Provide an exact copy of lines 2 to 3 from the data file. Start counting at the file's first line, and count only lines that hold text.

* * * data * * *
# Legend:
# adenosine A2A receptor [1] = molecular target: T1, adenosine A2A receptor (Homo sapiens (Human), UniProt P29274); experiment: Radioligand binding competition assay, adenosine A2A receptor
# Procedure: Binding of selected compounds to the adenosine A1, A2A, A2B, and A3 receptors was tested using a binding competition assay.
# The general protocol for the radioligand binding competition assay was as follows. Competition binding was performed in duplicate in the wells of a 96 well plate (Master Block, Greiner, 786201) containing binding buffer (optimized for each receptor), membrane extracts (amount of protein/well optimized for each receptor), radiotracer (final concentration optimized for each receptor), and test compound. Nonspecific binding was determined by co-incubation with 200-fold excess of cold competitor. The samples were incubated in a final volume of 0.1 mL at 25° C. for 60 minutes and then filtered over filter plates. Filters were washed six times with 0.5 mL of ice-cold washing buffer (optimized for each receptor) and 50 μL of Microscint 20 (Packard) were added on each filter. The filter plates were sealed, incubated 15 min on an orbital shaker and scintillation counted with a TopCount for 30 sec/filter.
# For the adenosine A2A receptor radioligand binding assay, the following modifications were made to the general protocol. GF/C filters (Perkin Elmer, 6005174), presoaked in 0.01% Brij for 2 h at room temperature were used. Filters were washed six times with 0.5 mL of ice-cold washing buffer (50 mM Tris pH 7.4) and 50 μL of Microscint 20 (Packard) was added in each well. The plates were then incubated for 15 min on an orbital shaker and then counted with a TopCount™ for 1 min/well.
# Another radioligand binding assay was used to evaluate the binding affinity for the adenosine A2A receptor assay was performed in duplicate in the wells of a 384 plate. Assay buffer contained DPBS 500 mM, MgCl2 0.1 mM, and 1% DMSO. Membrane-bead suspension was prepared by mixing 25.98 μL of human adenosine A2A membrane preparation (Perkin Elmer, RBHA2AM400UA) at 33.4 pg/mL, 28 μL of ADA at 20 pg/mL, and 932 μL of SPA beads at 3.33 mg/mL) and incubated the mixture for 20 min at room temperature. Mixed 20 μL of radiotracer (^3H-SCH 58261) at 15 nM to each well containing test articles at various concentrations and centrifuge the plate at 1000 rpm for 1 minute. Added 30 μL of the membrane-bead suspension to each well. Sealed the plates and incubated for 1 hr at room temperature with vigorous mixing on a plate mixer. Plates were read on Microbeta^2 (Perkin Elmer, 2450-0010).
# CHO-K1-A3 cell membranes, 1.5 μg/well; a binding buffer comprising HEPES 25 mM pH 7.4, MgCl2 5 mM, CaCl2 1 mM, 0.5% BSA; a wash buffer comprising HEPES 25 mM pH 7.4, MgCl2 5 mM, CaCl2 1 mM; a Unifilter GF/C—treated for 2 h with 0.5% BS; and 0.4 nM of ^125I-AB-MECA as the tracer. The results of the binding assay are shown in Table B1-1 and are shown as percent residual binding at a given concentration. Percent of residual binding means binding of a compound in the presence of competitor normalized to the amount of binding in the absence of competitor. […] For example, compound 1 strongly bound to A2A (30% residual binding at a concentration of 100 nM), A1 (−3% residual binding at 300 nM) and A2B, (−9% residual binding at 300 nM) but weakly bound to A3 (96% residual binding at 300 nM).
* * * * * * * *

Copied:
# adenosine A2A receptor [1] = molecular target: T1, adenosine A2A receptor (Homo sapiens (Human), UniProt P29274); experiment: Radioligand binding competition assay, adenosine A2A receptor
# Procedure: Binding of selected compounds to the adenosine A1, A2A, A2B, and A3 receptors was tested using a binding competition assay.